edible. 859. OF fleshes, some are edible; some, except it be in famine, not. For those that are not edible, the cause is, for that they have commonly too much bitterness of taste; and therefore those creatures which are fierce and choleric are not cdible ; as lions, wolves, squirrels, dogs, foxes, horses, etc. As for kine, sheep,
goats, deer, swine, conies, hares, etc. we see they are mild and fearful. Yet it is true, that horses, which are beasts of courage, have been, and are eaten by some nations; as the Scythians were called Hippophagi į and the Chinese eat horse-flesh at this day ; and some gluttons have used to have colts-flesh baked. In birds, such as are carnivora, and birds of prey, are commonly no good meat; but the reason is, rather the choleric nature of those birds, than their feeding upon flesh: for pewets, gulls, shovellers, ducks, do feed upon flesh, and yet are good meat. And we see that those birds which are of prey, or feed upon flesh, are good meat when they are very young; as hawks, rooks out of the nest, owls, etc. Man's flesh is not eaten. The reasons are three: first, because men in humanity do abhor it: secondly, because no living creature that dieth of itself is good to eat: and therefore the cannibals themselves eat no man's flesh of those that die of themselves, but of such as are slain. The third is, because there must be generally some disparity between the nourishment and the body nourished; and they must not be over-near, or like: yet we see, that in great weaknesses and consumptions, men have been sustained with woman's milk; and Ficinus, fondly, as I conceive, adviseth, for the prolongation of life, that a vein be opened in the arm of some wholesome young man, and the blood to be sucked. It is said that witches do greedily eat man's flesh ; which if it be true, besides a devilish appetite in them, it is likely to proceed, for that man's flesh may send up high and pleasing vapours, which may stir the imagination ; and witches felicity is chiefly in imagination, as hath been said.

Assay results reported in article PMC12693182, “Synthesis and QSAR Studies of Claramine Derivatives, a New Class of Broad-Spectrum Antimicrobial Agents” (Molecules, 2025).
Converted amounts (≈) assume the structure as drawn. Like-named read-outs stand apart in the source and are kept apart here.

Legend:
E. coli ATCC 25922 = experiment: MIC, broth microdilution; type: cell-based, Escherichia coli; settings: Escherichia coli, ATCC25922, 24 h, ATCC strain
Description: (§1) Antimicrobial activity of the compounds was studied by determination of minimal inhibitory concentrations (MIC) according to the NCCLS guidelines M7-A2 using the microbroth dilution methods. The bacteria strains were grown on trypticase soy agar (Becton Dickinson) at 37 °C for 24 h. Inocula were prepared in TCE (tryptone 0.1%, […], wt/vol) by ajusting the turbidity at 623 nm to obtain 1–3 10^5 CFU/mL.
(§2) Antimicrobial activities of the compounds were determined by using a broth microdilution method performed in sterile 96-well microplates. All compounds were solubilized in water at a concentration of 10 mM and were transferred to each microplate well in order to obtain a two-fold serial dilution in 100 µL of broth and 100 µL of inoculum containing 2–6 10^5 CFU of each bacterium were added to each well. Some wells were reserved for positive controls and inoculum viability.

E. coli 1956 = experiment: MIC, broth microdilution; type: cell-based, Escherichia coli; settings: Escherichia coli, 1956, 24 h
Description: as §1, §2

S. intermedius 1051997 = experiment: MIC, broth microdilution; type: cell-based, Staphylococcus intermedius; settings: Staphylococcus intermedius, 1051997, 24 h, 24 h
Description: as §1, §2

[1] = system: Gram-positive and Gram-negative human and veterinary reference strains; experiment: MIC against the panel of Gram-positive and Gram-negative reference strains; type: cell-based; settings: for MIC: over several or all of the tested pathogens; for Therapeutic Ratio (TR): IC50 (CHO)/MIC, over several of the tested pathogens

Experiment solitary touching the salamander.
860. THERE is an ancient received tradition of the salamander, that it liveth in the fire, and hath force also to extinguish the fire. It must have two things, if it be true, to this operation : the one a very close skin, whereby flame, which in the midst is not so hot, cannot enter; for we see that if the palm of the hand be
anointed thick with white of
vitæ be poured upon it, and inflamed, yet one may endure the flame a pretty while. The other is some extreme cold and quenching virtue in the body of that creature, which choketh the fire. We see that milk quencheth wild-fire better than water, because it entereth better.
Experiment solitary touching the contrary opera
tions of time upon fruits and liquors. 861. TIME doth change fruit, as apples, pears, pomegranates, etc. from more sour to more sweet : but contrariwise liquors, even those that are of the juice of fruit, from more sweet to more sour: as wort, muste, new verjuice, etc. The cause is, the congregation of the spirits together : for in both kinds the spirit is at tenuated by time; but in the first kind it is more diffused, and more mastered by the grosser parts, which the spirits do but digest: but in drinks the spirits do reign, and finding less opposition of the parts, become themselves more strong; which causeth also more strength in the liquor; such as if the spirits be of the hotter sort, the liquor becometh apt to burn: but in time, it causeth likewise, when the higher spirits are evaporated, more sourness. Experiment solitary touching blows and bruises.